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Opinion
Moving Further Closer
Common interests will lead China and Arab countries to mutual prosperity
By Wu Sike | NO. 3 JANUARY 21, 2016

 
Chinese and Arab businessmen talk at the 2015 China-Arab State Expo, in Yinchuan, capital of Ningxia Hui Autonomous Region, on September 13, 2015 (XINHUA)

 

In 2013, Chinese President Xi Jinping proposed the building of the Silk Road Economic Belt and the 21st-Century Maritime Silk Road in hopes of connecting Asian, European and African countries more closely and promoting mutually beneficial cooperation. This initiative has garnered support from Egypt, Saudi Arabia as well as other countries along the routes of the proposed belt and road; while seven Arab nations, including the two previously mentioned, have become founding members of the China-initiated Asian Infrastructure Investment Bank (AIIB)-an important financing platform for the Belt and Road Initiative and other regional infrastructure projects. In many ways, the AIIB, which was officially inaugurated in Beijing on January 16, has become a new vehicle for cooperation between China and the Arab world.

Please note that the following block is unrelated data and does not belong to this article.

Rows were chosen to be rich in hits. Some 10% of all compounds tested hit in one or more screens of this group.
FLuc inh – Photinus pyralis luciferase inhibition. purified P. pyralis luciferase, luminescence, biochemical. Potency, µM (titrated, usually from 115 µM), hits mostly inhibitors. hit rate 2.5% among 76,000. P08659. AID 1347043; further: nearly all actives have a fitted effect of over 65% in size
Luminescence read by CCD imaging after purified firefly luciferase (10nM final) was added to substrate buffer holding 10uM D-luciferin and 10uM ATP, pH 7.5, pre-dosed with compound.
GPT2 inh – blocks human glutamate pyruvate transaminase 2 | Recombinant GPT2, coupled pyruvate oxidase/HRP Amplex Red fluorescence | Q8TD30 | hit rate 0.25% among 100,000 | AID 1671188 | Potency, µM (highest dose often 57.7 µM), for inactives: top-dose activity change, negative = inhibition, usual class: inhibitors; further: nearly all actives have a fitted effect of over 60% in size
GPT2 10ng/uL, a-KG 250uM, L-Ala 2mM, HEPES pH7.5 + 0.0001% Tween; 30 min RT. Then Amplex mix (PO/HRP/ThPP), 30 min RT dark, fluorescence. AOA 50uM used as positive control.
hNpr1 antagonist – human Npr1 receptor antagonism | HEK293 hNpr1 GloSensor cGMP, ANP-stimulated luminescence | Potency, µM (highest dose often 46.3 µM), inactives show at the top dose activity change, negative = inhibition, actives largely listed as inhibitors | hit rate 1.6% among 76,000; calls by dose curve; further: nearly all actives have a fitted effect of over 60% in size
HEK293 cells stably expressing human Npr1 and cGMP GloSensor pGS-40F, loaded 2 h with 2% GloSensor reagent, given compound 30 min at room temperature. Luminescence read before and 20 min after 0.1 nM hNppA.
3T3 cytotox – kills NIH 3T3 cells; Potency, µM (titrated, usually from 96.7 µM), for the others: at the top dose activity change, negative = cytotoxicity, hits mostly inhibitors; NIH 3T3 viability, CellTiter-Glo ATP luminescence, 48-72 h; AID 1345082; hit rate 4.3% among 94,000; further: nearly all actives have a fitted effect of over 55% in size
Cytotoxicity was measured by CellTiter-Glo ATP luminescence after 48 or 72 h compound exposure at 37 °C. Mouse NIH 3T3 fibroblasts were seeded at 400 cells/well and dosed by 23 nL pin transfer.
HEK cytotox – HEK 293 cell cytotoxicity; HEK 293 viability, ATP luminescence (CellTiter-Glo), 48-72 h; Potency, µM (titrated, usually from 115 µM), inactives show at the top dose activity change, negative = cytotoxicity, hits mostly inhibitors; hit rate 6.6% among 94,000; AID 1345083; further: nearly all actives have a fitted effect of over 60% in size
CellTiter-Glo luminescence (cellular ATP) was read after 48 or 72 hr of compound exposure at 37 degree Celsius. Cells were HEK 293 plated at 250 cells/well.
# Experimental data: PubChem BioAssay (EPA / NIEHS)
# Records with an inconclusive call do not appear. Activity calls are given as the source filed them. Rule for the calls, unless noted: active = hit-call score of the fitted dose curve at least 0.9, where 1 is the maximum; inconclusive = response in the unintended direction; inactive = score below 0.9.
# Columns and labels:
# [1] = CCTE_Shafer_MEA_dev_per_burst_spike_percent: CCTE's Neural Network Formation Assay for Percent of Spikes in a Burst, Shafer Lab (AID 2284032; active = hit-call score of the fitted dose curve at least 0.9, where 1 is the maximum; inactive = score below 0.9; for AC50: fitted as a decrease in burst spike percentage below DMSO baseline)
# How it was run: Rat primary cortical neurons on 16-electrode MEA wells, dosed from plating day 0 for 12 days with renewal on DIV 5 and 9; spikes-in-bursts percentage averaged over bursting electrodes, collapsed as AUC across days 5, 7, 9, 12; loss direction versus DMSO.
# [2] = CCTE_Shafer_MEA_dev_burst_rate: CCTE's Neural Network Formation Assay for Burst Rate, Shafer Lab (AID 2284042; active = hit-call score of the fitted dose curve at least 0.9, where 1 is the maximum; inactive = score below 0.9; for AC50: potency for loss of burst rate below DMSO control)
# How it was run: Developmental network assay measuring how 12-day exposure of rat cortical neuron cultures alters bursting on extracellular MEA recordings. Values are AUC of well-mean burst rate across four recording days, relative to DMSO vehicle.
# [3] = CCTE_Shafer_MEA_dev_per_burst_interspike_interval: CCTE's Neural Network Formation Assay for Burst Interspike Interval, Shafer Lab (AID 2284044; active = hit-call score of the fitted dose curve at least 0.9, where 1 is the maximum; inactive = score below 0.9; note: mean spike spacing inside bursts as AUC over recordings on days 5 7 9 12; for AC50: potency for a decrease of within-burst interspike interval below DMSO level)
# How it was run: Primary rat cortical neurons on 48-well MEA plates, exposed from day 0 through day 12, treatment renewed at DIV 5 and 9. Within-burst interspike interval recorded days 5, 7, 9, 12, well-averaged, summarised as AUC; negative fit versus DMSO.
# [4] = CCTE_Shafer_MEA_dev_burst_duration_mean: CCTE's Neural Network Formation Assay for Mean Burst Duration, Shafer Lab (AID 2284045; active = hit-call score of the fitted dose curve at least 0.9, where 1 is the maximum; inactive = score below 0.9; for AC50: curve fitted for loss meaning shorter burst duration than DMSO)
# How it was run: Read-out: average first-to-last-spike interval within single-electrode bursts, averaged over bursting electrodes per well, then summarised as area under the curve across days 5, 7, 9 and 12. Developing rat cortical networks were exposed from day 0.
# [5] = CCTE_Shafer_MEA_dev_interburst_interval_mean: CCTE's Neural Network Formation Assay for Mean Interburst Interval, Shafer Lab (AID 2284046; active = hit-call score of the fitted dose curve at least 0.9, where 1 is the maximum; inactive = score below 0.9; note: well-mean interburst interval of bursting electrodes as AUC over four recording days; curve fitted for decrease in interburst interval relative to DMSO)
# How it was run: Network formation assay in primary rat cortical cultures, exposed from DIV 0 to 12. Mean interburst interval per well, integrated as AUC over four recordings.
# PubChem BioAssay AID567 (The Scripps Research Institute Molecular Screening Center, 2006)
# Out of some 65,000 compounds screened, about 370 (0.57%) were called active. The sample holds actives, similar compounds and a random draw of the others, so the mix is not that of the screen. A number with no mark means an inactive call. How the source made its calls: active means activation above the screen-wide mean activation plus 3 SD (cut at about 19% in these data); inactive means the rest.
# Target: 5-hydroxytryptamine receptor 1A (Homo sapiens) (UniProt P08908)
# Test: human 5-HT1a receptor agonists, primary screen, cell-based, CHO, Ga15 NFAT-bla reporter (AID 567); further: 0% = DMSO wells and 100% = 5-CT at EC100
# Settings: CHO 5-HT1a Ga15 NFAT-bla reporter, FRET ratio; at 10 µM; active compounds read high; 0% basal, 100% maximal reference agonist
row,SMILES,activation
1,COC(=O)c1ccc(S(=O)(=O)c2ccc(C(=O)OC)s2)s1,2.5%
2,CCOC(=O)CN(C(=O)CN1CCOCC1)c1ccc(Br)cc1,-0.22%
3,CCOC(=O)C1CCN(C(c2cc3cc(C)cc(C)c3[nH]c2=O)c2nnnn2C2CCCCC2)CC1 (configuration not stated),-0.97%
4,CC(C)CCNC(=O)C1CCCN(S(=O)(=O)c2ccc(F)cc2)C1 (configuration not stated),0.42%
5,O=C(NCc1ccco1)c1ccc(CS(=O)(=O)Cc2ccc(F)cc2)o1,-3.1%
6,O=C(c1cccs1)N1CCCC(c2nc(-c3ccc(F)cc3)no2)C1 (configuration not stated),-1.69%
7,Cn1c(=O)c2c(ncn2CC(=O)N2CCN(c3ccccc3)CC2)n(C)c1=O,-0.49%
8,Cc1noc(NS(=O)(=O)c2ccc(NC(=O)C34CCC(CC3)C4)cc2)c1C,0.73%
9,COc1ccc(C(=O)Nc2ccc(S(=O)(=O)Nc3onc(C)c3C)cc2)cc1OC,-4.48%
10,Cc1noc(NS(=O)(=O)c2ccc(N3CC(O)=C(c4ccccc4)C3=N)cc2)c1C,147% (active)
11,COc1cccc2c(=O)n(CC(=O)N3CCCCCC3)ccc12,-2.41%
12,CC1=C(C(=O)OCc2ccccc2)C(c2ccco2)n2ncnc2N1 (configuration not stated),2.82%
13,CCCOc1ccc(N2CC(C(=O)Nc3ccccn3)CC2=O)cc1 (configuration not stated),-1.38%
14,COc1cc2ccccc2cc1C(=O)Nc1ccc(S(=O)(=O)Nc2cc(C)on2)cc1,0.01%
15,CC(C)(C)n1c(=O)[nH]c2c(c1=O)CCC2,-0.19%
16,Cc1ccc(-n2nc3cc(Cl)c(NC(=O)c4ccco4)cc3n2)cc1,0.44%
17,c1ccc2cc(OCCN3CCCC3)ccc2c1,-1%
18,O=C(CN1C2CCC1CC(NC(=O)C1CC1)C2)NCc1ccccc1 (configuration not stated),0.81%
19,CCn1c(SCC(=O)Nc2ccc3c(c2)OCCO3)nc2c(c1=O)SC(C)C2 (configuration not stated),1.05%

When meeting a delegation from the Gulf Cooperation Council in January 2014, Xi stressed that Arab countries, which lie in the western intersection of the Silk Road Economic Belt and the 21st-Century Maritime Silk Road, are China's natural and important partners. He added that China highly values the commitment and support from Arab countries in helping to build the belt and road.

Window for cooperation 

China has long-enjoyed close relations with the Arab world based on mutually beneficial cooperation as well as respective needs for knowledge and technology transfer and economic development. As early as 1,000 years ago, Chinese and Arab civilizations began close exchange and engagement with each other through the ancient Silk Road that traverses the Middle East to link China and Europe. Such interaction has survived over centuries.